My God, my God, why have you abandoned me? Why are you so far away when I groan for help? Every day I call to you, my God, but you do not answer. Every night I lift my voice, but I find no relief. [Psalm 22:1-2 (NLT)]
The story is told of a Russian rabbi standing on a hillside with his student. Looking down at the valley below, they watch in horror as a band of Cossacks charge into their village. They hear the screams as the townspeople are slaughtered and see the smoke rise as the village is burned by the marauders. With tears in his eyes, the rabbi looks up to heaven and exclaims, “If only I was God!” His troubled student asks him, if he was God, what he would do differently. “Nothing,” replies the distressed man, “but then I would understand!”
We will always have the age-old question of “Why,” and we will always (at least in this world) have deafening silence from God as our answer. Although I often write about hidden blessings and God’s higher purpose in our tragedies and troubles, those words bring little comfort when we see our friends and loved ones suffering. I look at my prayer list and can find neither rhyme nor reason for the sorrow and pain that is written on those pages in so many people’s lives. While, in time, I can find blessings in my challenges, I’m hard put to see any blessings hidden in theirs. Although I eventually find purpose in my pain, how can they find purpose in theirs?
I know better than to ask God why and, even if He gave me an explanation, I don’t think I’d find it satisfactory or comforting. I’d argue that someone’s repentance didn’t require such severe correction; the same result could be achieved a less painful way and the same lesson learned with less heartbreak. I’d contend that someone’s faith didn’t need such severe testing, their character didn’t require such perfecting, nor did they need to be prodded so sharply to move in the right direction. Even if I knew the why of God’s plan, I wouldn’t understand the way God works it. We will never find a satisfactory explanation for the adversity, distress and sorrow of our fallen world.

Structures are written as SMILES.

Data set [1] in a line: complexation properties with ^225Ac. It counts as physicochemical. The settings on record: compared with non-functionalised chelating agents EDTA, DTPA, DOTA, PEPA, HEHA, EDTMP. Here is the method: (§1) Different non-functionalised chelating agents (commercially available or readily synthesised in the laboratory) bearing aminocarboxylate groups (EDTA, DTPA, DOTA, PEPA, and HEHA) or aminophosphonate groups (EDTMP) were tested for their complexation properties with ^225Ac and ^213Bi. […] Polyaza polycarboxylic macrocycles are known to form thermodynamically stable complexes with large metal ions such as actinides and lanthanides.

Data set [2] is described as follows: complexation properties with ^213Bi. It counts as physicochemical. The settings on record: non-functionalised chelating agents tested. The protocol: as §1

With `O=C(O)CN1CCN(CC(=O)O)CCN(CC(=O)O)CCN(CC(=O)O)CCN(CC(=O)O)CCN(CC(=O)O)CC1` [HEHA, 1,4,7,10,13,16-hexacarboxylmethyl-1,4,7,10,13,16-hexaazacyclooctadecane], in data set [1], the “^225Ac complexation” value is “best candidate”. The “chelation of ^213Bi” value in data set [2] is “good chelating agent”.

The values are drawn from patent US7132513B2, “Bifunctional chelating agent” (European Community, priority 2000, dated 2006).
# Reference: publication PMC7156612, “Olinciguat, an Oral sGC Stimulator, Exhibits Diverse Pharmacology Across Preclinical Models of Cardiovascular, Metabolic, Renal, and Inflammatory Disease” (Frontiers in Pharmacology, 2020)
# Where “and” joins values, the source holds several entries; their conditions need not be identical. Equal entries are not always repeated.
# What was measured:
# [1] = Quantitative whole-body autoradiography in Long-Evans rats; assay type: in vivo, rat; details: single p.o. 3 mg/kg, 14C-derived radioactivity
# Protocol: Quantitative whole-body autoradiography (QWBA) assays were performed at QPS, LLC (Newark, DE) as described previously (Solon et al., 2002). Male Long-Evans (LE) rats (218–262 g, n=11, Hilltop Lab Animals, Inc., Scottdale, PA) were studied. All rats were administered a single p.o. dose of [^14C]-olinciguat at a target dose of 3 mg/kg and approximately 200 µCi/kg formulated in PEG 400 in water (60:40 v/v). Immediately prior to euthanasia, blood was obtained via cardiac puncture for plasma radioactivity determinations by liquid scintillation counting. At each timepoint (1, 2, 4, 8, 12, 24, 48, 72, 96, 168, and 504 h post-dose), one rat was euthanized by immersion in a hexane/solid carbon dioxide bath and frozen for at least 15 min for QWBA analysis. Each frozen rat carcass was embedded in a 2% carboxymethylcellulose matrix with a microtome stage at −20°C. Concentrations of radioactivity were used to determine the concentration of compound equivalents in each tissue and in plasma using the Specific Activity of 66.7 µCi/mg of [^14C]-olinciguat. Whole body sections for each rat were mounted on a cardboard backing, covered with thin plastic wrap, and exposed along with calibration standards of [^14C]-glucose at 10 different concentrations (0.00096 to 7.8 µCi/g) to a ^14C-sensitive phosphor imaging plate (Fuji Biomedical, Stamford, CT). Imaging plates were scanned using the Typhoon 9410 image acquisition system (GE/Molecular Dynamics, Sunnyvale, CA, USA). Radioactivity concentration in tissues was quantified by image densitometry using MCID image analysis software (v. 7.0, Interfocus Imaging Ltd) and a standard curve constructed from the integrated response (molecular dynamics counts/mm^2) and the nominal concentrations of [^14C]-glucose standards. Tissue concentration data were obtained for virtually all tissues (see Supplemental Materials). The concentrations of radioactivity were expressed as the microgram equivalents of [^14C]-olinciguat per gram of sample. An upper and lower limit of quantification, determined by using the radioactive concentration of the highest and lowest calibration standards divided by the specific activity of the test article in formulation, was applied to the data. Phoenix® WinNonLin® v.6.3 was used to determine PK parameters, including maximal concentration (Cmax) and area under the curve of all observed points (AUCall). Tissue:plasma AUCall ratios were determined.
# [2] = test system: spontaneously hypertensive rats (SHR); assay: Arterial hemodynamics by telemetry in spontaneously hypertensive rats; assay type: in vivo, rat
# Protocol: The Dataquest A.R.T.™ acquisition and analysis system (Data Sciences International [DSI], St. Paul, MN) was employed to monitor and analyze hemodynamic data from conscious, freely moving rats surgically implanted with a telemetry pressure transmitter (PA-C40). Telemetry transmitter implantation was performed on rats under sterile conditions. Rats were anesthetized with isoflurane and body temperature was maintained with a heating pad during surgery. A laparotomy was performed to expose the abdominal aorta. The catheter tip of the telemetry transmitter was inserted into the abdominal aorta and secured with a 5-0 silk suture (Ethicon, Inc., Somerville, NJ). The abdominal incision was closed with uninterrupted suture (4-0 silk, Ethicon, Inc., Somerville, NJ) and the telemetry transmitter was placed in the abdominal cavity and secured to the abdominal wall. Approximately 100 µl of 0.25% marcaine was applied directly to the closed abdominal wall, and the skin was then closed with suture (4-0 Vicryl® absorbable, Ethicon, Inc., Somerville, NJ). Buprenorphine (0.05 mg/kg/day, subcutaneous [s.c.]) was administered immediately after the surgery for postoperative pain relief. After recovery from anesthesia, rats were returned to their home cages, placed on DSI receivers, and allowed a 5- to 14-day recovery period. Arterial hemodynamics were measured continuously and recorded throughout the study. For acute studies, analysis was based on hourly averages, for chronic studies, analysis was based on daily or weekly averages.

The presence of evil and suffering can challenge our faith. How can a loving God allow it? Good people suffer and our prayers seem to fall on deaf ears. Yet, as Christians, we believe in Divine Providence—that our loving, all-seeing and all-knowing God is never out of control, even though Satan is doing his best at doing his worst. We can’t see it and we surely don’t understand it but we must believe it—we must trust in God. I’m sure Jesus’ followers who stood at the foot of the cross and watched Him suffer couldn’t see God’s purpose in His anguish. When Jesus spoke the first words of Psalm 22, it seemed that all hope was gone. Three days later, however, it was clear that all hope had arrived! We can’t give up on the power, wisdom and goodness of God because his plan so often seems so terribly wrong.